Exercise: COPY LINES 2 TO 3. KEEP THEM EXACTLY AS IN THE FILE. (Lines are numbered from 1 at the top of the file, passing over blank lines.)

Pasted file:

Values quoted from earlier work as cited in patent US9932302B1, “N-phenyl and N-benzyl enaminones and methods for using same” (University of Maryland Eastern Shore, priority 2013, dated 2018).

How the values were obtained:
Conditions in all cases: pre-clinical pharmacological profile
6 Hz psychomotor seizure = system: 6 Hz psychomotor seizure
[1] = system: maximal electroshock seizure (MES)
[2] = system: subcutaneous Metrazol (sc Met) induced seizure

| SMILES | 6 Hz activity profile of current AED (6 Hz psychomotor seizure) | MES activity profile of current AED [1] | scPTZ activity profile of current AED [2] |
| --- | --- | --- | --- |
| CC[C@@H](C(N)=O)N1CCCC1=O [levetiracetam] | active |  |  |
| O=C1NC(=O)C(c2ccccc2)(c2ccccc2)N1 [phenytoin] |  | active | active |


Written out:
How the values were obtained:
Conditions in all cases: pre-clinical pharmacological profile